Bridges over Troubled Baltic Waters
Kristīne Briede and Audrius Stonys’ Bridges of Time (Laika tilti, 2018)

Bridges of Time is an homage to the long overlooked and recently resurging movement of Baltic Poetic Documentary. Originating in the 1960s and continuing for several decades, this wave of filmmaking is often viewed as a rejection of Soviet ideology and its constraints on artistic output in favor of humanistic stories told through expressionistic cinematography in non-narrative forms. Fittingly then, directors Kristīne Briede and Audrius Stonys chose to eschew the conventional retrospective format, instead creating a more meditative collage of their own images interspersed with the classic films of the genre, with sparse but poignant dialog.

The film travels back and forth between the Baltic States, before ending up in Israel, death place of the legendary filmmaker Herz Frank, filming portraits of all the key figures. In addition to Frank, the directors track down Uldis Brauns, Ivars Seleckis, Mark Soosaar, Andres Sööt, Robertas Verba, Henrikas Šablevičius, Aivars Freimanis and Laima Žurgina. The contemporary footage refers back to landscapes of the original works as the filmmakers revisit their locations, creating the “bridges of time” referred to in the title. With a focus on nature, especially land, sea and the traditional practices to them, the film provides a wordless contemplation on what remains timeless and what has disappeared or decayed. Indeed, the changes revealed are almost always in the direction of ageing, with little or no sign of encroaching modernity. Expanding the discourse of time into a broader meta-reflection of the temporal nature of documentary, the directors also muse on how they situate their work within the continuum of history. They question whether it is even possible to make a film with a mind to posterity, or whether documentary can only ever concern itself with the present moment.

Unfortunately, at some point the film diverges from this structure, and exchanges the directors for the protagonists of the works in question. Not only is this change in direction rather abrupt, it is mostly also depressing. A woman who appeared in Robertas Verbas’ The Old Man and the Land (1965) as an endearing schoolgirl feels a painful nostalgia looking back at the film, now that everyone else who appeared in it is dead. A music teacher from the same film is too elderly to play the accordion, once his great joy in life. It’s been five years since he’s even touched the instrument, yet the filmmakers get him to try and he fails, painfully. Most inexplicably, a fisherman introduces the crew to his grey-haired son, once a golden-haired cherub who appeared alongside his father in The Catch (1969) by Aivars Freimanis. Clearly camera-shy, the younger of the two fisherman tries to escape but is forced to stay, the lens unrelentingly trained on him the whole time. It remains unclear what this insistence on making people uncomfortable is supposed to achieve.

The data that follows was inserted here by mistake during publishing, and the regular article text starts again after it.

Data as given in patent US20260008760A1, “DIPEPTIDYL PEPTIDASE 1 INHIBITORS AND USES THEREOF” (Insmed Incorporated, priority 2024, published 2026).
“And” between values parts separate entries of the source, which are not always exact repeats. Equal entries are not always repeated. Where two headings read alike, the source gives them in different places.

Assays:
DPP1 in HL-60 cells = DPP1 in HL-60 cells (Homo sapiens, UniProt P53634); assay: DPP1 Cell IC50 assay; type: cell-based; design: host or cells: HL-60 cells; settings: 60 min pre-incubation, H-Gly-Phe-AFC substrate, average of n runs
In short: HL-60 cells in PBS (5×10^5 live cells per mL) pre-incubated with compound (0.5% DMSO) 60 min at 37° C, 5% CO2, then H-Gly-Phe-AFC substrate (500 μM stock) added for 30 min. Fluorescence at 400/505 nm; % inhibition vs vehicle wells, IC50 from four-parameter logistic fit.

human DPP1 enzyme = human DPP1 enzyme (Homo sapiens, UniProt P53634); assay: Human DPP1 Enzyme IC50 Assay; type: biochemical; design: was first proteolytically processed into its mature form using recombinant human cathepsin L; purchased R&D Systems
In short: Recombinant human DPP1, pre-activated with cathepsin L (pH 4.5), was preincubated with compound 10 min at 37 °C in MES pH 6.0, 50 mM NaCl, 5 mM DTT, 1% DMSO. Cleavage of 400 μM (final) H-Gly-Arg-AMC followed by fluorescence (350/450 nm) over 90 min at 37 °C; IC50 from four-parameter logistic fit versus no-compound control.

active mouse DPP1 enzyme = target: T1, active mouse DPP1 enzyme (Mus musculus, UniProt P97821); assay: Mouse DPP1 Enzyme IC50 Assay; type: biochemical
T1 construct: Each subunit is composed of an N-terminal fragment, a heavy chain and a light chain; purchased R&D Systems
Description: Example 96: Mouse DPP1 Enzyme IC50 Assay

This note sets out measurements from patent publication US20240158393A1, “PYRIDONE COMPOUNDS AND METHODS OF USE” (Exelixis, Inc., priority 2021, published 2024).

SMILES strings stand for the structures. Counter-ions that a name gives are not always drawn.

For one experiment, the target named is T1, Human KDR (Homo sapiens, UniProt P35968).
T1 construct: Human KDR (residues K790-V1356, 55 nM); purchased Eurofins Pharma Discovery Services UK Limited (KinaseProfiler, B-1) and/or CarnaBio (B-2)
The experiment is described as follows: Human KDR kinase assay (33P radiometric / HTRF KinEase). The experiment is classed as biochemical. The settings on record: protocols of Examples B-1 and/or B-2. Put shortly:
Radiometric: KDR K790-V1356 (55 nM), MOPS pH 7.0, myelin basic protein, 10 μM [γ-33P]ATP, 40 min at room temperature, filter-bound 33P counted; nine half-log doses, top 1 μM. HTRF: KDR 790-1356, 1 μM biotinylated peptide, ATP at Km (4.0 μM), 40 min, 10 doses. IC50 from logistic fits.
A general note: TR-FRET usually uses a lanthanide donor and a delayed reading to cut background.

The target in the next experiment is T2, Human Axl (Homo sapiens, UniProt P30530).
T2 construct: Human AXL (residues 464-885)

The film’s greatest flaw is arguably its alienation of the uninitiated viewer (a category that presumably constitutes the majority). Given the nature of the subject and the overall approach, it is entirely understandable that the filmmakers choose to prioritize form over information. Nevertheless, anyone without prior knowledge of the Baltic Poetic movement, is likely to stay perplexed for the duration and ultimately unenlightened. This is slightly compensated by wider discussion of documentary form, but only to an extent.

A more curious aspect of this lack of contextualization is the concomitant absence of political commentary. Clearly, these films were made in a very particular historical moment, one which is generally referred to as the Soviet Occupation of the Baltic States, and are now being revisited in an entirely different context, in which capitalist considerations have replaced government censorship as the biggest factor curtailing creativity. No explicit mention is made of this transition, only a brief glimpse of an old map of the USSR at the beginning and a dedication in the end credits to “all Baltic filmmakers who created behind the Iron Curtain”. No doubt, the whole film could be interpreted through this very lens, scrutinizing the purposefully unsaid and seeking out allusive references. However, it remains an interesting choice not to address the topic head-on, one that harmonizes very well with the ethos of the movement itself but also leaves something of a Pandora’s Box unopened.

Undoubtedly, however, the film’s greatest strength and the reason its very existence is significant is the incredible quality of the clips used. The footage is moving, varied, highly expressive and exquisitely shot, and best of all they are presented in pristine copies that really do justice to the impressive originals. Whatever its faults in terms of pretentiousness, inconsistency and occasionally grating music, it is impossible to come away from Bridges of Time without feeling compelled to learn more about the films themselves, whatever your prior knowledge of them.